C.J. Parvelus, Sr. LB, Everett – Might have been the Crimson Tide’s defensive MVP in the second half of 2012, highlighted by Parvelus’ three-sack performance in a win over Xaverian.
Andrew Smiley, Sr. QB, St. John’s (Shrewsbury) – In his season as a starter, Smiley just so happened to set a Central Mass. record with 3,123 passing yards. Who knows what the U.S. Naval Academy lacrosse commit will accomplish this year?
Shawn Whitaker, Sr. T, Bridgewater-Raynham – The 6-foot-5, 250-pound tackle is just the latest in a long line of terrific road-grading run blockers with the Trojans.
STORYLINES TO WATCH
- Who’s the Catholic Conference challenger? I think all of us pundits have anointed St. John’s Prep as the preseason favorite in the Catholic Conference — perhaps, overall in the state as well — in the preseason. But the rest of the conference also finished with sub-.500 records in 2012 while the Eagles ran away with the title en route to the Division 1 Super Bowl championship. Can Catholic Memorial’s defense led by BC commit Kevin Bletzer slow down the pack? Will BC High be able to fill the multiple skill position voids from graduation? To what extent will Xaverian’s talented group of rising underclassmen be able to contribute?
-An added benefit to realignment? While detractors have implied that the new playoff system will belittle the meaning of Thanksgiving Day rivalries, let’s pause to look at the flip side and what can develop from the new deal. In addition to maintaining traditional rivalries, we’re also going to be introduced to new must-see matchups. Consider Division 2 South, which figures to be one of the most competitive sections in the state during the upcoming season. Mix in elements from the Bay State, Hockomock, Old Colony and the Patriot, and you’re bound to watch a few new traditions grow from a the current mix of potential postseason showdowns. Not only will league games maintain importance – with the ability to fight for the bragging rights that come with league championships – each and every week counts in the postseason hunt. And, once we get to the postseason, we’re in store for games worthy of being played year and year again.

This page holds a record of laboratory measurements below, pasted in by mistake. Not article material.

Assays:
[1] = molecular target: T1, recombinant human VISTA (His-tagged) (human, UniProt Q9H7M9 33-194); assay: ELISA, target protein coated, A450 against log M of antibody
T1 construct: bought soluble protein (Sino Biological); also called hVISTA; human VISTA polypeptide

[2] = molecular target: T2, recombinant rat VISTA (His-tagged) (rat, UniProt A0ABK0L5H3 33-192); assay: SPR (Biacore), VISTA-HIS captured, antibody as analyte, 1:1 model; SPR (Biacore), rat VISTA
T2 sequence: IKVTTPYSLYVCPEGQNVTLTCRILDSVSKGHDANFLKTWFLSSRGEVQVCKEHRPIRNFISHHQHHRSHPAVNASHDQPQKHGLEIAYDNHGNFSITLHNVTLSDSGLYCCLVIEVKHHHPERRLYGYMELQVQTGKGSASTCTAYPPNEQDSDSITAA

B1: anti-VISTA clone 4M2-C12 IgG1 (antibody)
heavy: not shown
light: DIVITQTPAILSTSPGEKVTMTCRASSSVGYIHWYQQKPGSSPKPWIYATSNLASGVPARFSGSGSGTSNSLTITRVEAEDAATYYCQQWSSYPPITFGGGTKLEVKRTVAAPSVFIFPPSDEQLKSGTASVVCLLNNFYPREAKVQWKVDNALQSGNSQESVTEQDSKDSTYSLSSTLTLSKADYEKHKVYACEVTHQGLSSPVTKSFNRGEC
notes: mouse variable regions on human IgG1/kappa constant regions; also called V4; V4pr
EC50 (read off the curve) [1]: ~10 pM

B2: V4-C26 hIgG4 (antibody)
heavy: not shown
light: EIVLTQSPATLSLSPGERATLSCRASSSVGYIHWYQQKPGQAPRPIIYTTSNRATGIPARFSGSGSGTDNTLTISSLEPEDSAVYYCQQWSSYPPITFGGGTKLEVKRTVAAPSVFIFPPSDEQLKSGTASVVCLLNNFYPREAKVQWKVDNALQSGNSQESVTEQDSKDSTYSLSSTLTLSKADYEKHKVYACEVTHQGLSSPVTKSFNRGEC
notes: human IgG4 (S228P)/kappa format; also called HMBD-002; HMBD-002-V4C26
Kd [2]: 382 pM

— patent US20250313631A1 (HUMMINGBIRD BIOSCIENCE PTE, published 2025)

Adam Kurkjian, ESPN Bo ston correspondent
FIVE PLAYERS TO WATCH
Charlie Aylward, Catholic Memorial - Overshadowed a bit by BC commit and teammate Kevin Bletzer, this Catholic Conference All-Star is an underrated talent at middle linebacker.
Kyle Dance, Latin Academy - This isn't just the best player in the Boston City League. Dance, a quarterback and defensive back, would be a standout anywhere.
Ryan Martin, Bridgewater-Raynham - It isn't often that B-R has a player with wheels like this wide receiver and kick returner, but Martin, a senior, can really fly.
Alex Quintero, Lowell - A disruptive force at defensive end, Quintero was an all-MVC selection last year and is part of one of the more athletic defenses in the state.
Terrence Thorpe, Brockton - This 6-foot-3, 250-pound lineman with great feet didn't start last year for the Boxers but he would have on a lot of teams. Expect a big year.
STORYLINES TO WATCH
- How the new playoff format takes hold. It has both its legitimate pluses and legitimate concerns. How it all plays out will be intriguing, to say the least.
- Will BC High and Xaverian bounce back? Both had uncharacteristic losing seasons last year and lost a fair amount of talent. The thought here though is each program will find its footing again.
- The Waltham resurgence. After falling off a bit in previous years, the Hawks finished strong last season and return some real nice pieces along the line of scrimmage.